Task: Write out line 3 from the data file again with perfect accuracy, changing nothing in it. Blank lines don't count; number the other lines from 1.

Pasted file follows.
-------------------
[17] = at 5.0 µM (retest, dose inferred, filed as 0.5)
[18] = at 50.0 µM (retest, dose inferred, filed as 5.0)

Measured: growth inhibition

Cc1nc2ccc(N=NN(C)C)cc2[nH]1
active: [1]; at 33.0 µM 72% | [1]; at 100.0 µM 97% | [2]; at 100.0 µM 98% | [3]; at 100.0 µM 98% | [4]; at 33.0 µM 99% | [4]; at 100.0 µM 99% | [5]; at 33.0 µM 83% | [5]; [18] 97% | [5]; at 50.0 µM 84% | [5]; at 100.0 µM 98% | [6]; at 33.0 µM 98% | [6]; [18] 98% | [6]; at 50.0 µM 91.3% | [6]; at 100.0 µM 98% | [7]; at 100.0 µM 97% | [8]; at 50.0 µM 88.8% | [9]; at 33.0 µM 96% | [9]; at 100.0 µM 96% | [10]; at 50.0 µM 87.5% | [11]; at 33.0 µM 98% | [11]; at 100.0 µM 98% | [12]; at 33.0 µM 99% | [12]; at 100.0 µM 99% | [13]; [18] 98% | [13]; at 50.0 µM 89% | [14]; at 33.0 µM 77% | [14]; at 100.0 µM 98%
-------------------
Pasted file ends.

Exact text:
Measured: growth inhibition